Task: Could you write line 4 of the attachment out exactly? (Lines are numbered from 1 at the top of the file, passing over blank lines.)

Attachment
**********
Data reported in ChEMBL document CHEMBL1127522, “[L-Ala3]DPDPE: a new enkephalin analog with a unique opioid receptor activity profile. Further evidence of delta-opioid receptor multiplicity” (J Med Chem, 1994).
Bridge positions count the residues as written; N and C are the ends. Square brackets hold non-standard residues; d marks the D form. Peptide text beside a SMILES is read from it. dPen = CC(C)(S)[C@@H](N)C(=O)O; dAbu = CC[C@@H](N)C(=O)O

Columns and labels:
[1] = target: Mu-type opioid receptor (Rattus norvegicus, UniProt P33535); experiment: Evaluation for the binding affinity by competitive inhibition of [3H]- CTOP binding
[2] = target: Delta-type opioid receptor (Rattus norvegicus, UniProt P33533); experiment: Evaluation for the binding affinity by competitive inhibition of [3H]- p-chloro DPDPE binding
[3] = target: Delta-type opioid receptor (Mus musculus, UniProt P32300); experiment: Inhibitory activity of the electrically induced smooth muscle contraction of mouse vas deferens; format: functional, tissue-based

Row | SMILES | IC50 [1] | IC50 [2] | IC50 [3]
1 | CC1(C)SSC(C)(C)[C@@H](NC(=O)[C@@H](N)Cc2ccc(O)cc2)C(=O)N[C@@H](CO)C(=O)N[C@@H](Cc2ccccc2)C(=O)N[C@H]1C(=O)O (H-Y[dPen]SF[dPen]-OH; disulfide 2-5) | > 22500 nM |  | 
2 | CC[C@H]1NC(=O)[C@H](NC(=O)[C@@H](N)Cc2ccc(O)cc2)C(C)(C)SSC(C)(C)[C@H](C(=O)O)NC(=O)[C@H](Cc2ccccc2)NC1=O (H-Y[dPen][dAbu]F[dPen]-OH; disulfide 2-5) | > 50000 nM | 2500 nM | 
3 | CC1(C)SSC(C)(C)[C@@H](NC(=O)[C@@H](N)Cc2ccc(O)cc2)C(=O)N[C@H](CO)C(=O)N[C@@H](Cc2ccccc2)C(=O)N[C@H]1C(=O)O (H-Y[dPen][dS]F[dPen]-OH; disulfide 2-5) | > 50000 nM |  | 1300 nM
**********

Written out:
[1] = target: Mu-type opioid receptor (Rattus norvegicus, UniProt P33535); experiment: Evaluation for the binding affinity by competitive inhibition of [3H]- CTOP binding